Arriving at the Jorge Chavez International Airport in Lima is probably one of the only city sights that most tourists see. Lima is more often than not used as a stopover point prior to flying to Cusco or Arequipa. After living in Lima for 9 months, I hate to hear this tale over and over again, or foreigners believing that the self-named City of Kings has little to offer on their South American adventures. Sure enough the boisterous taxi men can be pretty off-putting, and coming outside of summer brings little in the way of nice weather. However, Lima is full of historical gems, stunning sunsets, charismatic eateries and an abundance of unmissable charm.
To try and tempt the avid gringo traveller to spend at least a night or few days in the capital of such a vast country, I have decided to share my top attractions and tips.
Firstly, a trip to one of South America’s most populated city’s, hosting one third of the country’s population, would not be complete without a day, or a few hours if you are in a rush, in the city centre. Don’t be mistaken by thinking that Miraflores is the centre, although geographically these days it seems to be. A trip into Central Lima, as it is well known, takes you to the historical and administrative centre of the city, where the parliament building and main Plaza de Armas famously sit. Every day at 12pm you can catch the changing of the guard and witness the unique but seemingly uncomfortable walking style of those protecting the parliament. A visit to the Catacombs is also a top priority in Central Lima, but not a trip for the faint- hearted or squeamish, and definitely not for those who have claustrophobia.
A night out in Central Lima is one best undertaken in a group and most importantly with locals who know where to go and which streets not to go down. However, the most interesting and diverse club in the city is found here, the notorious La Casona. Set in an old colonial mansion, each room is an exploration of a different music genre from hard Peruvian rock to salsa to EDM. There is something for everyone, and more corridors and hidden rooms to discover each time, getting lost is inevitable, and so is staying until around 6am (time passes differently in La Casona).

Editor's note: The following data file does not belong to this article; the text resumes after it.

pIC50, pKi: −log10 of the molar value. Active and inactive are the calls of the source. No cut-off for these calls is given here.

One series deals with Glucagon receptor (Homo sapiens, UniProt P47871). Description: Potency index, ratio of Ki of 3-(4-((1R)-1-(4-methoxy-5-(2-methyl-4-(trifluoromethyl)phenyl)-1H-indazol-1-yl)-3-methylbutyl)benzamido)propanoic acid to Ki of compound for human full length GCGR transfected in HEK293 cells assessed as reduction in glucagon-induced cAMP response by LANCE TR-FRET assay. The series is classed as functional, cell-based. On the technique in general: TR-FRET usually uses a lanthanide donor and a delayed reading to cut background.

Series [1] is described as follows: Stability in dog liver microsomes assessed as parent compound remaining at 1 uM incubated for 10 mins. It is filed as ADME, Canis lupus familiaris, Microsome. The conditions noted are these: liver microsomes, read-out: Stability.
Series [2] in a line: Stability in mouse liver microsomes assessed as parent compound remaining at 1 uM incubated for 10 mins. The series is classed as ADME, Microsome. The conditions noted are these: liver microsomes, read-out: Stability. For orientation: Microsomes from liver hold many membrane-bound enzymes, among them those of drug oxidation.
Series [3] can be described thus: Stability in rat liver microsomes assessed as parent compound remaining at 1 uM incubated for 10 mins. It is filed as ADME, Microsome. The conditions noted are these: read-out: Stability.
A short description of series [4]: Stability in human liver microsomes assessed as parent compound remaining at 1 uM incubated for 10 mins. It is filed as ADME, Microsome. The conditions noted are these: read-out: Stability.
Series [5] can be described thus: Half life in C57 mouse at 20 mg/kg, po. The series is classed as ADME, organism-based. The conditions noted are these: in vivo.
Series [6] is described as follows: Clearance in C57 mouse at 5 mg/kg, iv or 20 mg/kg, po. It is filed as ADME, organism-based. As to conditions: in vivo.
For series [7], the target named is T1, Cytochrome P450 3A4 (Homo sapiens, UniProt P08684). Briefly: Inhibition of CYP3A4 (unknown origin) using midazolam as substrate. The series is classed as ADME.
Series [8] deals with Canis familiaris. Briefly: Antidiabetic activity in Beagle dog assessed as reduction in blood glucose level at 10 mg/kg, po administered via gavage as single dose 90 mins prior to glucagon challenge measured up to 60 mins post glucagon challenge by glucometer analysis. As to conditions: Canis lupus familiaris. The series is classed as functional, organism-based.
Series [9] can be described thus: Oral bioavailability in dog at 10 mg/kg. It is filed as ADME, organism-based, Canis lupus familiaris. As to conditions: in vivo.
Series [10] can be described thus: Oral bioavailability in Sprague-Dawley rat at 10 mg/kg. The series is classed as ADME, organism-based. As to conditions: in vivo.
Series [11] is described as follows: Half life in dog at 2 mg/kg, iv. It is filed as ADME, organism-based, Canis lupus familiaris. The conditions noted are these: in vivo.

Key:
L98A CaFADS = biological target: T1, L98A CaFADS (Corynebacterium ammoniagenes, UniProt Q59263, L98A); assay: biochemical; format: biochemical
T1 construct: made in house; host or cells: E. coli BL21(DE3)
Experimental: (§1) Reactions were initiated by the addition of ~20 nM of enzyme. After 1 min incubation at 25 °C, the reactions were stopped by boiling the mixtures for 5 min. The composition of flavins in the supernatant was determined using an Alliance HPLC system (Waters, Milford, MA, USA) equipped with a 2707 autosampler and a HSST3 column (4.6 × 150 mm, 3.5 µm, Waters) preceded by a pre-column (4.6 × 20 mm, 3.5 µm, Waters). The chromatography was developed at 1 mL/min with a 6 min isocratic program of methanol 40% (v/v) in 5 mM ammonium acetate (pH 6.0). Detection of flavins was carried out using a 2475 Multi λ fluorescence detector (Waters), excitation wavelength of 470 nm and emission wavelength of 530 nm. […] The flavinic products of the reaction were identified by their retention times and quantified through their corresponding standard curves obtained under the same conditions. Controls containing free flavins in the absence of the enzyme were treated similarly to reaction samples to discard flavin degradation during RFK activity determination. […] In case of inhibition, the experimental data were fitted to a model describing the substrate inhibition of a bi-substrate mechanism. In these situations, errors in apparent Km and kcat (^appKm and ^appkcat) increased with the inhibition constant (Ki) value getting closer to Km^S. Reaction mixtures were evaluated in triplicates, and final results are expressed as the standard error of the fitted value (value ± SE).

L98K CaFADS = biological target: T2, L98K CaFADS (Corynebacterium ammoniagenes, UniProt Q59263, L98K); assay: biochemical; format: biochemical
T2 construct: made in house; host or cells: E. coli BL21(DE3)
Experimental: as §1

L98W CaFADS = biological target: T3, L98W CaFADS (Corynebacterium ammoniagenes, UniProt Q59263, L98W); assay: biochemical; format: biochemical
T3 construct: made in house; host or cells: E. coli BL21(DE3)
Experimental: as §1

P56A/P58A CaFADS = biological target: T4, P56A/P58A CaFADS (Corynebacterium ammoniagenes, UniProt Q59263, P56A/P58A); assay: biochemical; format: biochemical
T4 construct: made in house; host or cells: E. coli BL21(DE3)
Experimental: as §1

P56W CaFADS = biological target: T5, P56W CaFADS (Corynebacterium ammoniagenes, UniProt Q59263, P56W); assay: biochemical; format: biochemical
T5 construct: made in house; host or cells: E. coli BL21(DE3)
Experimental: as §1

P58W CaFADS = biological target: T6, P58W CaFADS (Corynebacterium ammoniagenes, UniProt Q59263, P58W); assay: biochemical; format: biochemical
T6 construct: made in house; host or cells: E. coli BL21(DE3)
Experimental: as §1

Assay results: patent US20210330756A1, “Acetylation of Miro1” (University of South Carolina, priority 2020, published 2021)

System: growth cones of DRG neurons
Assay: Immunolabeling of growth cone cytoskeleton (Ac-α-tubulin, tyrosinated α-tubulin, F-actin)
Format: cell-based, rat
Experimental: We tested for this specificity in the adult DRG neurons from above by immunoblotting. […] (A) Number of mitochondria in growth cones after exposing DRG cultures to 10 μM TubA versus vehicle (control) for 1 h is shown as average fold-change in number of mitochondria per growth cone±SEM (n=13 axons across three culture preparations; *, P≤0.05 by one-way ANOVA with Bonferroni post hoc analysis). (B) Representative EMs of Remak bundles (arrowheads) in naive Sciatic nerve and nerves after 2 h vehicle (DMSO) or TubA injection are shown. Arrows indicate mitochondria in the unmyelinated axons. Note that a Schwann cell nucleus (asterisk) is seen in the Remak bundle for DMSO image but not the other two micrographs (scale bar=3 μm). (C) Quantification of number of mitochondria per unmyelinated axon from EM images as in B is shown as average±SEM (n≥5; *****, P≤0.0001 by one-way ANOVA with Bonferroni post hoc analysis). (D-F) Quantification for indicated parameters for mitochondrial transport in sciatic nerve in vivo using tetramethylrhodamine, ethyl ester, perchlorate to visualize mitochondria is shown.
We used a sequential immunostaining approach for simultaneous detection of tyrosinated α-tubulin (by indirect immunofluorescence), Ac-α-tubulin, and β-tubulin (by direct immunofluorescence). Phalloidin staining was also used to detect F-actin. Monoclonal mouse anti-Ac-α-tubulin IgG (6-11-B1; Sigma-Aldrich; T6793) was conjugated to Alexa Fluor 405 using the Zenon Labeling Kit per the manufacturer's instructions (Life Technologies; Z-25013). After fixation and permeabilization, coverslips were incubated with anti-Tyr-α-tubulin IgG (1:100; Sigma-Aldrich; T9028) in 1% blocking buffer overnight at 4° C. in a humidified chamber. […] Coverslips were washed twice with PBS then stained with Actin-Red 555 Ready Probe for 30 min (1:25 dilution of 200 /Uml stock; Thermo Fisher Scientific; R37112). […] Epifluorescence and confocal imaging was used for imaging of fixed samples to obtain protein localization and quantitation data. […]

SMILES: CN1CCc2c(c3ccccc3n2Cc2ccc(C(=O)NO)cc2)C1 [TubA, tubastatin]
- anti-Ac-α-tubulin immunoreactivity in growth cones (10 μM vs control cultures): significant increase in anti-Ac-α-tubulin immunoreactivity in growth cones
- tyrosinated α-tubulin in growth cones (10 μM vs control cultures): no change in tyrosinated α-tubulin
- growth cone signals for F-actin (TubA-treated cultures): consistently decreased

Next on the list of Lima highlights, from an insider’s viewpoint, would be a day pottering around Barranco, perhaps stopping by Miraflores and Parque Kennedy on the way. The latter is great for hostels and hotel locations, plus plenty of interesting restaurants and bars, and all the cats nosing around will please any feline-lover. You will also find the biggest Inca Markets in Miraflores just near the main park where you can practice your bartering skills and find everything from fluffy life-sized llamas to ponchos and paintings. If there is limited time, I would recommend visiting the Malecón sea-walk in-stead of the centre park. Hundreds of locals flock here in both Miraflores and Barranco every day to watch the sunning sunset over the sea.
If time allows, other cultural experiences not to miss include heading to a salsa club, where even the non-conditioned salsa dancer is welcomed and believe me, there will be many a salsero happy to teach some gringos. Visiting a peña is also another experience that will make your trip to Lima worth it. These traditional dances don’t begin until around 11pm and they are much more local than you may think, often noting a 90% attendance from the local dancers who all seem to know each other. The pisco sours (not to be missed under any circumstances in Lima) flow and might even give you a bit of confidence to try the shuffle-type dance common at these gatherings.
Speaking of pisco sours, it would be rude not to delve into some of Peru’s best dishes while in Lima. Trying ceviche, raw cured fish is an absolute must and will more often than not be a pleasant surprise. Emoliente is a bit like marmite, you either love it or hate it, or in my case get very accustomed to it even after hating it at first. This warm drink found on the street in Barranco can come in a variety of flavours, but the main base is linseed and aloe vera made into a warming drink (don’t knock it until you try it!). Lima is also pretty famous for it’s sanguches, and if you are on a budget this is even better. Leaving without trying a pan con chicarrón would be almost criminal. Other foods to try would be some anticucho, (it is best to find out afterwards what it is), aji de gallina, causa limeña, anything which contains manjar, and one of my favourite dishes: lomo saltado.
Lima is full of quirks, noise and shocking traffic, but it is also host to historical wonders, bustling night-life and culinary delights. Don’t miss this city on your travels, as if anything it sets a context for the country and appreciation of the vastness and diversity that Peru holds.